Functions
Function application¶
Given a function, such as:
we can call it on input as follows:
One can also write add1(2)
, but Haskell convention is to avoid brackets where possible.
Note
One can choose any name for an argument (provided it is alphanumeric and starts with a lowercase letter).
If you have named something else by the same name elsewhere, that is fine:
The occurrence of x
on the right of line 2 refers to the occurrence on the left of line 2, not the occurrence on line 1.
Arguments¶
In Haskell, a function has a single argument, but that argument can be a tuple of multiple values:
Currying¶
Another approach to taking multiple arguments, more commonly used, is shown here:
 By convention in Haskell,
Int > Int > Int
meansInt > (Int > Int)
, not(Int > Int) > Int
.
As the type signature indicates, the first argument is an integer, but the output is a function which takes a second integer and returns an integer.
Accordingly, we can apply exampleFunc
to an integer, say 5
, and obtain an "add 5" function:
> :t exampleFunc 4
(Int > Int)
> add4 = exampleFunc 4
> add4 5
9
 or directly
> (exampleFunc 4) 5  (1)!
9
 By convention in Haskell,
exampleFunc 4 5
means(exampleFunc 4) 5
.
This is often referred to as partial application. exampleFunc
would be described as a curried function.
Hint
When you see a function with a type like Type1 > Type2 > Type3 > Type4
(which brackets as: Type1 > (Type2 > (Type3 > Type4))
), you can think of it as taking Type1
, Type2
and Type3
as inputs, and outputting Type4
.
Partial application for types¶
The same holds for types and their kinds:
> :kind Either
Either :: * > (* > *)
> :kind Either Bool
Either Bool :: * > *
> :kind Either Bool Int
Either Bool Int :: *
Pattern matching on sum types¶
When defining a function, you can pattern match:
exampleFunc :: Either Int Bool > Int
exampleFunc (Left i) = i  (1)!
exampleFunc (Right True) = 1
exampleFunc (Right _) = 0  (2)!

i
matches anyInt
. It has to be anInt
because the input has typeEither Int Bool
(Int
is on the left).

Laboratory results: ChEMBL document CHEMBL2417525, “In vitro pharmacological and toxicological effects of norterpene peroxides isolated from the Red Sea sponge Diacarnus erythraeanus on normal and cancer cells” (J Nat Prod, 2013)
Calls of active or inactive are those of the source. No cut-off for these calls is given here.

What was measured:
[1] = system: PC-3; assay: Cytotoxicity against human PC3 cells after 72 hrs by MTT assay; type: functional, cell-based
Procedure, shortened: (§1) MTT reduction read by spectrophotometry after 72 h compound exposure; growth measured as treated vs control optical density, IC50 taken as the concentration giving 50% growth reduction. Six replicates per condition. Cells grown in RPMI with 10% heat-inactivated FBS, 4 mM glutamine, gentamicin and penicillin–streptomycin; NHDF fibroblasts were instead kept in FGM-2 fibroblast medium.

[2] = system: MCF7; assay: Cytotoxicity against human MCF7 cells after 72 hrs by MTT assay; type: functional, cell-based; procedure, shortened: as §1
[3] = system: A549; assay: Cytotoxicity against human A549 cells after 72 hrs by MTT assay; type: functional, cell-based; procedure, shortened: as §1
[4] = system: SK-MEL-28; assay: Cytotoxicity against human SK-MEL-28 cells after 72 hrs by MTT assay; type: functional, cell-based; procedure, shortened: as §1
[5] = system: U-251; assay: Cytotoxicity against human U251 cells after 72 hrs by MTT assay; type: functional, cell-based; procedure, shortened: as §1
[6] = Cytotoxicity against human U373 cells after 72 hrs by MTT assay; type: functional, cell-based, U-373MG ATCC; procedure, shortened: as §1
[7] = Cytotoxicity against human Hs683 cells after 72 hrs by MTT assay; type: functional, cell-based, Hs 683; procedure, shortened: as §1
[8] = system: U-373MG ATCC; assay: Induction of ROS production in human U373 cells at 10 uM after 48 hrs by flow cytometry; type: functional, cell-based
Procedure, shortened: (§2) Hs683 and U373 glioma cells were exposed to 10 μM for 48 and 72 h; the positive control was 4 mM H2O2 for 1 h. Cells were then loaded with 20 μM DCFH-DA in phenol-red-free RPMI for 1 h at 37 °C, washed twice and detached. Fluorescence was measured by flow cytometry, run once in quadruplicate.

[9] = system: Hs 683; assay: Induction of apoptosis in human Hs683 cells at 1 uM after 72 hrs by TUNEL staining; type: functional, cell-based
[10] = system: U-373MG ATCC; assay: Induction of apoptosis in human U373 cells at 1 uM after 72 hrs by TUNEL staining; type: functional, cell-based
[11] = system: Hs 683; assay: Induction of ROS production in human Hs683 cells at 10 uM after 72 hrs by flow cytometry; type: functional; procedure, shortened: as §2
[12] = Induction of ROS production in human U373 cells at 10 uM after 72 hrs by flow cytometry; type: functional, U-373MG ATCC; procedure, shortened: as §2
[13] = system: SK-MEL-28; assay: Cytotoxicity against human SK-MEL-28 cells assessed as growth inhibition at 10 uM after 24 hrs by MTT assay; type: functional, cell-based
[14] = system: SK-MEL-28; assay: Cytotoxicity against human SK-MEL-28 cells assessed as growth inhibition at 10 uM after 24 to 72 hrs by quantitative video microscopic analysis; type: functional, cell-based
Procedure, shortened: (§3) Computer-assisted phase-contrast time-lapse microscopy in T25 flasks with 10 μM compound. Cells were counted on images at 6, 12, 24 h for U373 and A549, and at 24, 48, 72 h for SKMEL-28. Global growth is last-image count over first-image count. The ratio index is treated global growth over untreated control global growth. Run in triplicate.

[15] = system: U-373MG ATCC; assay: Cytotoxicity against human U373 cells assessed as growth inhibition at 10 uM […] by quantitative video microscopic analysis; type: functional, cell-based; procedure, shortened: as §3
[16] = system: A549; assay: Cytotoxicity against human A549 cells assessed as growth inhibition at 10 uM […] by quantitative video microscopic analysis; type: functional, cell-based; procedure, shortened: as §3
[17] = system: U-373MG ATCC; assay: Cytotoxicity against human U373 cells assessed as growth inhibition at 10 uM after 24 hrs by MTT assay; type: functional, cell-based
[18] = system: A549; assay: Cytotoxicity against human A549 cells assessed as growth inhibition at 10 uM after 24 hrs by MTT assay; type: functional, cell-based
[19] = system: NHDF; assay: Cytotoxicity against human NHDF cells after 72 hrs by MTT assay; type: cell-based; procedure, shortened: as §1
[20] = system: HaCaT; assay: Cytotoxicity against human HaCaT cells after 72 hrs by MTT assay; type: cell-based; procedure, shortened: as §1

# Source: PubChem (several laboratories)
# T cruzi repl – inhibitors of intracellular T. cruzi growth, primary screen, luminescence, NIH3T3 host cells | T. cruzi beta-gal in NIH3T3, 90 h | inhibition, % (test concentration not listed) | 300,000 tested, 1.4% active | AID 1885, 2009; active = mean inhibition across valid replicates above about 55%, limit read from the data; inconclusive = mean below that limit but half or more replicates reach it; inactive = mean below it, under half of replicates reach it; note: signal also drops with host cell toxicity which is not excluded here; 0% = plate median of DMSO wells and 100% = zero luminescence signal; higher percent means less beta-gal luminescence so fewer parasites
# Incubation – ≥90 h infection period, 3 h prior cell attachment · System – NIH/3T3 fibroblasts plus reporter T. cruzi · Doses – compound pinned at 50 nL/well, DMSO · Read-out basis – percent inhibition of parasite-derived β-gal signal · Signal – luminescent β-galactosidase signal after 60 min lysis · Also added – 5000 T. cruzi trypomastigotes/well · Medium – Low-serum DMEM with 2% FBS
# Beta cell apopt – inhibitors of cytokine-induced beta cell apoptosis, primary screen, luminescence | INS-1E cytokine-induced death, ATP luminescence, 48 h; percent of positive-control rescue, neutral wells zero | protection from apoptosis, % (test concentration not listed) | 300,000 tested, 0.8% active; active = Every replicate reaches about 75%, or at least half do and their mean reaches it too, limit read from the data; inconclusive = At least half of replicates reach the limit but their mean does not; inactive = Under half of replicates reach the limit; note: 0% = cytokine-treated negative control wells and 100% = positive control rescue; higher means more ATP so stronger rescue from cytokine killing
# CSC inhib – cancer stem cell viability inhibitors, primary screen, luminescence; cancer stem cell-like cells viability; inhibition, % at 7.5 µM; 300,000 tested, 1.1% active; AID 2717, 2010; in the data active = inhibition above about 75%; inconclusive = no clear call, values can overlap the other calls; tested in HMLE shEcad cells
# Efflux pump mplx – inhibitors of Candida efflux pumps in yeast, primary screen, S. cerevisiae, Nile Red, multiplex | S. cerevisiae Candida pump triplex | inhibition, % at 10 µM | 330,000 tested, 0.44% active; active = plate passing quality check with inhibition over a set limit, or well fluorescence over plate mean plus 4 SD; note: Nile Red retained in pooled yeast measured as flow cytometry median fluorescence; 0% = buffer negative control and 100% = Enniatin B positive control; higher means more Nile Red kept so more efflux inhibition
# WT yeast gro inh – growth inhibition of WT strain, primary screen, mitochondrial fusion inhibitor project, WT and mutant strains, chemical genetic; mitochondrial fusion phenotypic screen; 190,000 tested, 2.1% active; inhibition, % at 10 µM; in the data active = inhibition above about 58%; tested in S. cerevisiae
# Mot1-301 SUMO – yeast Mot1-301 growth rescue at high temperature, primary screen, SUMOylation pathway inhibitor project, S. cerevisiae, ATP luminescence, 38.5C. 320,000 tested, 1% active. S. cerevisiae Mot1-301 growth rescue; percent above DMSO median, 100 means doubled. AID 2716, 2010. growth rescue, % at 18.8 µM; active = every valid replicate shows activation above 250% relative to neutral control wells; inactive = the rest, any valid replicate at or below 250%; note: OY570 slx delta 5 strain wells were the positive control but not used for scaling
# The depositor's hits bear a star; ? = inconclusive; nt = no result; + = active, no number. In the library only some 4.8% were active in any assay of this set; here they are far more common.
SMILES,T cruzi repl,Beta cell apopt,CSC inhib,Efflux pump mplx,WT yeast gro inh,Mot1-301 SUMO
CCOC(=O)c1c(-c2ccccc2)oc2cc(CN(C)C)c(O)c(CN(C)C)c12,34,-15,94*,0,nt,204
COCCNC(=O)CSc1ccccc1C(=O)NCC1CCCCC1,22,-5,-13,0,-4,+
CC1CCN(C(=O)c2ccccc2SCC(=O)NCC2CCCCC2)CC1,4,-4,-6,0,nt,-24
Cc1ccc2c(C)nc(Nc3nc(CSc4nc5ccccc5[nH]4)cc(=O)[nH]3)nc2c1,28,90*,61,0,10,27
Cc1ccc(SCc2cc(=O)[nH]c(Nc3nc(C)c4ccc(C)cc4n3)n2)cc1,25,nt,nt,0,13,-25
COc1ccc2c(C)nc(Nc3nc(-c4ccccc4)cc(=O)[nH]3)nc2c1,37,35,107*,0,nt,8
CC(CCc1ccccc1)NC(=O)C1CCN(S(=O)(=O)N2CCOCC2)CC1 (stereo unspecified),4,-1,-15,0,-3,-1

The underscore
_
matchesBool
. It has to be aBool
because the input has typeEither Int Bool
(Bool
is on the right).
Here is how the function behaves:
Here, (Left i)
, (Right True)
and (Right _)
are all patterns.
The patterns are matched topdown. For example, if the function were:
Then:
because line 3 would be matched before line 4 was reached.
Pattern matching on product types¶
The above example concerns a type that is either a Right True
or a Right False
or a Left 0
, or a Left 1
...In other words, it is a sum type.
Pattern matching also works with products (and products of sums, sums of products, and so on):
> ex = (True, False)
> (b1, b2) = ex
> b1
True
> b2
False
 with a custom type
> data Entity = Sq Int Bool
> entity = Sq 4 False
> Sq i b = entity
> i
4
> b
False
This works also in functions:
> data Color = White  Black deriving Show
> data PieceType = Bishop  Knight deriving Show
> data Piece = P PieceType Color deriving Show
> getColor (P _ c) = c
> getColor (P Bishop White)
White
Note
Patterns can be arbitrarily deeply nested, as in:
data Color = Black  White
data Piece = Bishop Color  Knight Color
getColor :: Either Bool Piece > Maybe Color
getColor (Right (Bishop c)) = Just c
getColor (Right (Knight c)) = Just c
getColor (Left _) = Nothing
And also used with recursive types
Pattern matching lists¶
Pattern matching also applies to lists, since they are recursive types:
Tip
A classic example of returning an error when getting the first element of an empty list:
Using @ in patterns¶
 first example
> let whole@(a,b) = ('a', True)
> a
'a'
> b
True
> whole
('a',True)
 second example
> let whole@(a, left@(b, c)) = ('a', (True, ()))
> a
'a'
> b
True
> c
()
> whole
('a',(True,()))
> left
(True,())
And in a function:
exampleFunc :: (Int, Bool) > (Int, Bool)
exampleFunc whole@(int,bool)
 even int = whole
 otherwise = (int  1, not bool)